Government announces new charter

For persons of reduced mobility (PRMs), air travel is often fraught with anxiety and uncertainty. In recent years the increased ability for people to share their stories has led to a sharp increase in both government and media interest, with reports of issues, such as Frank Gardner the BBC security correspondent being left on an airplane for two hours after staff had lost his wheelchair. In light of this, the government has called for a new airline charter to be adopted.

This new charter will aim to remove the current £2,000 limit on compensation for damaged goods and enforce better training for airline crews and baggage handlers. The government hopes these changes will reduce the risk of damage caused to wheelchairs during transit and help airline staff increase their understanding of the requirements needed to better cater for PRMs.

Currently, aviation is mitigated by the 1999 Montreal Convention, a blanket liability contract that includes the maximum amount a passenger can claim following damage to goods. However, with more than 57% of PRMs in agreement that flying and travelling through airports is challenging, the accessibility minister, Nusrat Ghani, said that changes need to be made. [1]

The desire for airline reform comes as improvements have been made across other public transport networks. In early March 2018 a Supreme Court ruling showed a commitment to improving the processes of boarding and traveling on buses, stressing that ‘passengers with disabilities must have the same opportunities to travel as other members of society, and it is essential that the services they rely on are accessible and work for them.’[2]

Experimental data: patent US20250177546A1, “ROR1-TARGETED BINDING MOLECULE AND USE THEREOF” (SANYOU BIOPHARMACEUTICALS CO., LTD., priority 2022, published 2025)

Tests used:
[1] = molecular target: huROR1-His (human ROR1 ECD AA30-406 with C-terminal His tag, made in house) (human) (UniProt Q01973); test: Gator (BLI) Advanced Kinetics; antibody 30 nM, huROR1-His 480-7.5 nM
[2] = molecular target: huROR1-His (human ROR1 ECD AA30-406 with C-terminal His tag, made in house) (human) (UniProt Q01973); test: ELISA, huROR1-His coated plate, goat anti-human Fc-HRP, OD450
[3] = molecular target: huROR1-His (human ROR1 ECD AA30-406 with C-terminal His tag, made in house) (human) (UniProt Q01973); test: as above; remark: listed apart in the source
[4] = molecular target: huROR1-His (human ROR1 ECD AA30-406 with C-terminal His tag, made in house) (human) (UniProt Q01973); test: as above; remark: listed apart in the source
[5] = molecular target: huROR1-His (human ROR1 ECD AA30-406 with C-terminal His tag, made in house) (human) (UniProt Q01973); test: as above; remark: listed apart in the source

Accessibility improvements are not solely restricted to public transport either, as Google Maps announced that wheelchair users worldwide will be able to check accessibility information when planning journeys across various cities. [3]

As new improvements are made for people with disabilities outside of the aviation industry it is important to address the changes that need to take place to allow for reform on airlines.

Charters such as this offers the aviation industry a step in the right direction, which is welcomed by all. As well as improving facilities and training, there have been calls from many campaign groups to both government and airlines to find a solution for allowing personal wheelchairs on-board, which is more complex than some might assume.

While a solution is being debated and discussed throughout the industry, it is vital PRMs receive the same level of treatment as all passengers.  This means the industry still has a long way to go to improve the service and dramatically reduce the number of complaints made by disabled passengers.


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